Did you ever watch Flashdance, the 1983 film that tanked in reviews but went on to be one of the highest grossing films that year? Guess it says a lot about our culture. Still, I am not going to say that I didn’t find it entertaining, or that Michael Nouri wasn’t hot in his day. But I digress…
For some reason, the film’s title came to mind when I stumbled across study that examined whether or not aerobic activity could ameliorate hot flashes and night sweats, perhaps because a lot of us dance around the issue rather than address it until it gets intolerable. Or perhaps because it makes a catchy header. Or maybe because Jennifer Beals works up such a sweat during her stand-in’s routine.
Regardless, on the heels of last week’s three-parter on ‘Forties fitness’ and motivating women, I thought I’d share some interesting information regarding physical activity, namely aerobic exercise.
Exercise. I’ve been pushing it for years because for me, it’s my drug of choice. What else offers benefits that include endorphins, wellbeing, bone health, metabolic booster and weight maintenance? And who would have thought that just 5o minutes, four times weekly could have a significant effect on the main cause of menopause flooding, including irritability, clothing changes, sheet replacement and crummy sleep?
That’s what researchers are reporting in Menopause. They discovered that when they assigned menopausal women to 6 months of aerobic training, the women experienced dramatic changes in mood swing, night sweats and irritability. Briefly, the women were divided into two groups:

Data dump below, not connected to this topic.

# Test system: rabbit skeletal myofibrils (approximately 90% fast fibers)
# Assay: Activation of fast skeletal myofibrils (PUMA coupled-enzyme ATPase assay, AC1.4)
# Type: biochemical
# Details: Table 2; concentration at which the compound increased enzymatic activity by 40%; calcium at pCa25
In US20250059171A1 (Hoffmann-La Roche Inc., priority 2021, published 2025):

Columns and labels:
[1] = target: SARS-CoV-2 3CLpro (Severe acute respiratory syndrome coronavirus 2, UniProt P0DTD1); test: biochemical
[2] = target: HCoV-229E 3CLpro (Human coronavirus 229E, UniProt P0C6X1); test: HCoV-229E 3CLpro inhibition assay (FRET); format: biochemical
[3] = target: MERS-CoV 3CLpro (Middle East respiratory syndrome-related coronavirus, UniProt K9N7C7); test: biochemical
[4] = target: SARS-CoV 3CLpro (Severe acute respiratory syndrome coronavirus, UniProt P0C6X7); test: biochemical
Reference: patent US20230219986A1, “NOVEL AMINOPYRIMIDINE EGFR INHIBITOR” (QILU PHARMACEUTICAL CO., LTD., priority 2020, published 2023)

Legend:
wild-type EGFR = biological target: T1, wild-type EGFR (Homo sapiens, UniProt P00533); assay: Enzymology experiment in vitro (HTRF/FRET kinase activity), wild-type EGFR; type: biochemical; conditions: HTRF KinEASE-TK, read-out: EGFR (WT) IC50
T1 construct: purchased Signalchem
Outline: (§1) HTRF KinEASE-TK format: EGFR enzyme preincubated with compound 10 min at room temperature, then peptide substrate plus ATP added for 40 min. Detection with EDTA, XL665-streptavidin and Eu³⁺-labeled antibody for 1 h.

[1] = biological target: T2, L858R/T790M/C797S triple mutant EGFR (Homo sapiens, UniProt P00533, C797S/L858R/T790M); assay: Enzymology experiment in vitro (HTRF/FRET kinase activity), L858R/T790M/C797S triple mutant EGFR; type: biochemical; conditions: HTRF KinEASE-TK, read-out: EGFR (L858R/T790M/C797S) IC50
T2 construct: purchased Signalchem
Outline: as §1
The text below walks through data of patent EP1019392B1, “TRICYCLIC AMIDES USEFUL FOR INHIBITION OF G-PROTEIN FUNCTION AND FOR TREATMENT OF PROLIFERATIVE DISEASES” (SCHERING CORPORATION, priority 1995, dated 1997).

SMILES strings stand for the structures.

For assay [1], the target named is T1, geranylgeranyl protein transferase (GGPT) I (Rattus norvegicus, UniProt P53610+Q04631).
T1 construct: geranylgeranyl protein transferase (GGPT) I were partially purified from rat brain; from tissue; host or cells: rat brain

- 50 minutes unsupervised aerobic training that with walking or Nordic walking (walking with ski poles) at least twice a week added to walking, Nordic walking, jogging, cycling, swimming, skiing, instructed aerobics or step class twice a week, plus two health lectures or,
- Health lectures twice weekly
They researchers were able to track target heart rates (64% to 80% of maximal) because the women in the aerobic training group were monitored and then given feedback All the women also reported the frequency/severity of menopausal symptoms (frequency of night sweats, mood swings, irritability, depressive mood, headache, vaginal dryness and urinary symptoms).
Although declines in symptoms (except vaginal dryness) were seen in both groups (which accounts for what they call a placebo effect, common to all studies), reductions in the prevalence of night sweats, mood swings and irritability were significant only in women engaging in regular aerobic activity. What’s more, because the women recorded their symptoms via a mobile phone, the likelihood that recall issues might come into play were reduced.
So, what about other studies that haven’t shown any benefit from exercise? The researchers point out that in their study, all the women had fairly substantial rates of symptoms (e.g. up to 60% had night sweats, 25% depression/irritability and 30% headache) while in other studies, the numbers at the start of the trials haven’t been quite as robust.
The upshot is that f you don’t care to jump on the hormone train, it can’t hurt to give aerobic activity a whirl. Just be sure to speak to a certified trainer and your health practitioner before diving in.